News In Focus
Fire alarm rules to be strengthened for private homes
All homes in Scotland will be brought up to the same high standards of protection against smoke and fire, under new regulations to be brought in by the Scottish Government.
Following a consultation on fire and smoke alarms, the existing high standard required in private rented housing will be extended to all homes. The action comes in the wake of the Grenfell Tower fire in London.
The Housing (Scotland) Act 1987 will be amended to reflect the new requirements, with a two year grace period for compliance after the amendments come into force.
The private rented housing standard requires:
- at least one smoke alarm installed in the room most frequently used for general daytime living purposes;
- at least one smoke alarm in every circulation space on each storey, such as hallways and landings;
- at least one heat alarm installed in every kitchen;
- all alarms should be ceiling mounted; and
- all alarms should be interlinked.
The following changes to this standard, all supported by the responses to the consultation, are also proposed:
- to allow specified types of sealed long-life battery alarms as well as mains-wired alarms – reflecting the availability of appropriate technology and to encourage compliance;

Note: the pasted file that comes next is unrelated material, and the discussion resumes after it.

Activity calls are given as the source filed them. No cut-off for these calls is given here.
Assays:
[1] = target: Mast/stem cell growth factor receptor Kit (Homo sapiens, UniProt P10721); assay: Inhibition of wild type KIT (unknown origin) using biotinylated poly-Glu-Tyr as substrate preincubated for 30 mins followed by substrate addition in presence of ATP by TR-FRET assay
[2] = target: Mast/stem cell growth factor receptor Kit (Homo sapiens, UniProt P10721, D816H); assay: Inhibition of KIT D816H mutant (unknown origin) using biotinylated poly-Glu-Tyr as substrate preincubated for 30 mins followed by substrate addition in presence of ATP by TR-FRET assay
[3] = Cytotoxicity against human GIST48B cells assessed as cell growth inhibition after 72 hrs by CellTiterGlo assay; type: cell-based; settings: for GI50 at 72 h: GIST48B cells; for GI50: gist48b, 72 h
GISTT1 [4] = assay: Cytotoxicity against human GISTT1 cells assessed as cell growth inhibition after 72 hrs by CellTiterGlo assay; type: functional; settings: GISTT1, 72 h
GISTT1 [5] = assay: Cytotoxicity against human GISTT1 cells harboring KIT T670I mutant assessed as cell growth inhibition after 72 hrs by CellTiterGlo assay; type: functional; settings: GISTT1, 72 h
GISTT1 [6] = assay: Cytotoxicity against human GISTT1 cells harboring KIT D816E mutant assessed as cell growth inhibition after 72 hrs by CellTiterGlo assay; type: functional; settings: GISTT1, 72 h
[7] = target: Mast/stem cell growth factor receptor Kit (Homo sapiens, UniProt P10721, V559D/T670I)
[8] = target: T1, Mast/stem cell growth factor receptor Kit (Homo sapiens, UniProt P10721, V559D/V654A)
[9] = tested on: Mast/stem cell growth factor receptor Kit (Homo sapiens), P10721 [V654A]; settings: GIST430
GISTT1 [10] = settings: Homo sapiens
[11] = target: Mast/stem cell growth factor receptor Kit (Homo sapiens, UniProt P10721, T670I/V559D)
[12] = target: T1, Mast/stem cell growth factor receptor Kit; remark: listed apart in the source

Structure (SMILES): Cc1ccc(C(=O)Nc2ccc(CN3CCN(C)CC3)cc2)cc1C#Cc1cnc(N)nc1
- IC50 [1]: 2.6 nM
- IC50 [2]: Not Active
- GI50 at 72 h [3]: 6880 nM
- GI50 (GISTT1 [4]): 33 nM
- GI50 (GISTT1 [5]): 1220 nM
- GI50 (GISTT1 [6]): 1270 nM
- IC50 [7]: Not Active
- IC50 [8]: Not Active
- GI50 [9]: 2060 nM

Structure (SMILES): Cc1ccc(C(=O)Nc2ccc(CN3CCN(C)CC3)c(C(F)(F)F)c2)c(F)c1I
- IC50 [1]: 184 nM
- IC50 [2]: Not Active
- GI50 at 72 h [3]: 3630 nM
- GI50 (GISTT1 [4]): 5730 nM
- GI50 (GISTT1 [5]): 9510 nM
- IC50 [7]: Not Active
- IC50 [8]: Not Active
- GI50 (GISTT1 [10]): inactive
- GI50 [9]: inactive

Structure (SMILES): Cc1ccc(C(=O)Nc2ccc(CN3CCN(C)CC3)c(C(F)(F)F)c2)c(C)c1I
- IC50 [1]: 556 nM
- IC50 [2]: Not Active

- to specify a maximum age of 10 years for alarms; and
- to require carbon monoxide detectors in all homes.
If occupants are private tenants, the landlord is required to meet their duty to repair and maintain its properties as set out in the repairing standard under the Housing (Scotland) Act 2006. Private landlords are already required to ensure rented homes have fire and smoke alarms to the new standard.
Social landlords are expected to meet their duty to ensure that property meets the Scottish Housing Quality Standard, which is monitored by the Scottish Housing Regulator. Social landlords are already required to ensure homes have fire and smoke alarms, but not to the new standard.
Private tenants can apply to the First-tier Tribunal for assistance if landlords fail to carry out work needed to meet the repairing standard, and social housing tenants can complain to the Scottish Public Serviuces Ombudsman.
Housing Minister Kevin Stewart said: "The tragic events at Grenfell Tower last year emphasised how important building and fire safety is, which is why we brought forward our consultation on this issue. Now everyone will benefit from the same level of protection, whether you own your home, or rent from a social or private landlord."